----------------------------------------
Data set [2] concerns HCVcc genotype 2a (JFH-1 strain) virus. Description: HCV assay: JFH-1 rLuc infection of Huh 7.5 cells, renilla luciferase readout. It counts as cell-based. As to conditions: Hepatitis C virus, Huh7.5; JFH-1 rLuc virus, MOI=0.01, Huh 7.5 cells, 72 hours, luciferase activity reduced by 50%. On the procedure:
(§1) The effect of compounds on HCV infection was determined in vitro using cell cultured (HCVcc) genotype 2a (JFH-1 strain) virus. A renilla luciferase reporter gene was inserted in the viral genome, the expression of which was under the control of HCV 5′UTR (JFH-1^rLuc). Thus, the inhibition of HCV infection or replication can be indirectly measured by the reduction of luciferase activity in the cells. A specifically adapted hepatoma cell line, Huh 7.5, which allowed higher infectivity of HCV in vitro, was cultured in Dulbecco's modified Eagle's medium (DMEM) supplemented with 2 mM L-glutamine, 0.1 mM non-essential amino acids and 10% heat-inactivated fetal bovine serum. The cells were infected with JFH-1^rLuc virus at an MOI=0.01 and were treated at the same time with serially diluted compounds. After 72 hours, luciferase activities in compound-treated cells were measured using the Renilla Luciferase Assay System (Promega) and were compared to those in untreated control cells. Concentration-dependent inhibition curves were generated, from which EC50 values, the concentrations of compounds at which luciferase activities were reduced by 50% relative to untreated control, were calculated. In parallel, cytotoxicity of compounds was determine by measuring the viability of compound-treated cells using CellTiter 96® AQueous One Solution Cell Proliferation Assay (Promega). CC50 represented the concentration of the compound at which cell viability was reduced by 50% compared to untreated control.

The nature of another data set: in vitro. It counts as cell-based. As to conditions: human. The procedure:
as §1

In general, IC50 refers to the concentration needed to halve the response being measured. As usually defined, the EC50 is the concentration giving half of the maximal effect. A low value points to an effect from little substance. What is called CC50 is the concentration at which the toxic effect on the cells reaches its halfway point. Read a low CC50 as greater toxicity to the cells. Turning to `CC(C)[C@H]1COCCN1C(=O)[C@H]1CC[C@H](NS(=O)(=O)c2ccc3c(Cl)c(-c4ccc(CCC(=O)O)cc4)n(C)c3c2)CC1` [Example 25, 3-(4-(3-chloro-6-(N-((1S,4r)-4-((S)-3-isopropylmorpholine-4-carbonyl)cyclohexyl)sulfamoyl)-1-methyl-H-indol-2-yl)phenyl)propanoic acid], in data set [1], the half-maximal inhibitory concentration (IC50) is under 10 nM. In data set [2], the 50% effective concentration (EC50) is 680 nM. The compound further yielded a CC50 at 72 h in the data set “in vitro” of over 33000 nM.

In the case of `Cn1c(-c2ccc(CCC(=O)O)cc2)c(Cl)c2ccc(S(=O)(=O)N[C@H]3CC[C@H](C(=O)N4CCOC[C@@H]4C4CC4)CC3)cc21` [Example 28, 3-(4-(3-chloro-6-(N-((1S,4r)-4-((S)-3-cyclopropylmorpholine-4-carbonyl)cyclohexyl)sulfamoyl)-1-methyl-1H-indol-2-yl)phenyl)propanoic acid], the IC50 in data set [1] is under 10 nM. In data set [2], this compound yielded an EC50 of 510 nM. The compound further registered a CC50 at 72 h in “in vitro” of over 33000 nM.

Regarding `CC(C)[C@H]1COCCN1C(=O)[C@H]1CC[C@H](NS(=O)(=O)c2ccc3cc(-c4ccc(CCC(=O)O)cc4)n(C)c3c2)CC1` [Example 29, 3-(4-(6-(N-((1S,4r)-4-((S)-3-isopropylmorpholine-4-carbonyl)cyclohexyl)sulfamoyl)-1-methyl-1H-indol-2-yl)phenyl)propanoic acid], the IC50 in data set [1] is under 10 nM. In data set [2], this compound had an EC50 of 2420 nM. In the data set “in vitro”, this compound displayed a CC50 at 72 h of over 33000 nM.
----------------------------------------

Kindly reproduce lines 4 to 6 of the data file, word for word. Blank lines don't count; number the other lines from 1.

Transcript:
as §1

In general, IC50 refers to the concentration needed to halve the response being measured. As usually defined, the EC50 is the concentration giving half of the maximal effect. A low value points to an effect from little substance. What is called CC50 is the concentration at which the toxic effect on the cells reaches its halfway point. Read a low CC50 as greater toxicity to the cells. Turning to `CC(C)[C@H]1COCCN1C(=O)[C@H]1CC[C@H](NS(=O)(=O)c2ccc3c(Cl)c(-c4ccc(CCC(=O)O)cc4)n(C)c3c2)CC1` [Example 25, 3-(4-(3-chloro-6-(N-((1S,4r)-4-((S)-3-isopropylmorpholine-4-carbonyl)cyclohexyl)sulfamoyl)-1-methyl-H-indol-2-yl)phenyl)propanoic acid], in data set [1], the half-maximal inhibitory concentration (IC50) is under 10 nM. In data set [2], the 50% effective concentration (EC50) is 680 nM. The compound further yielded a CC50 at 72 h in the data set “in vitro” of over 33000 nM.

In the case of `Cn1c(-c2ccc(CCC(=O)O)cc2)c(Cl)c2ccc(S(=O)(=O)N[C@H]3CC[C@H](C(=O)N4CCOC[C@@H]4C4CC4)CC3)cc21` [Example 28, 3-(4-(3-chloro-6-(N-((1S,4r)-4-((S)-3-cyclopropylmorpholine-4-carbonyl)cyclohexyl)sulfamoyl)-1-methyl-1H-indol-2-yl)phenyl)propanoic acid], the IC50 in data set [1] is under 10 nM. In data set [2], this compound yielded an EC50 of 510 nM. The compound further registered a CC50 at 72 h in “in vitro” of over 33000 nM.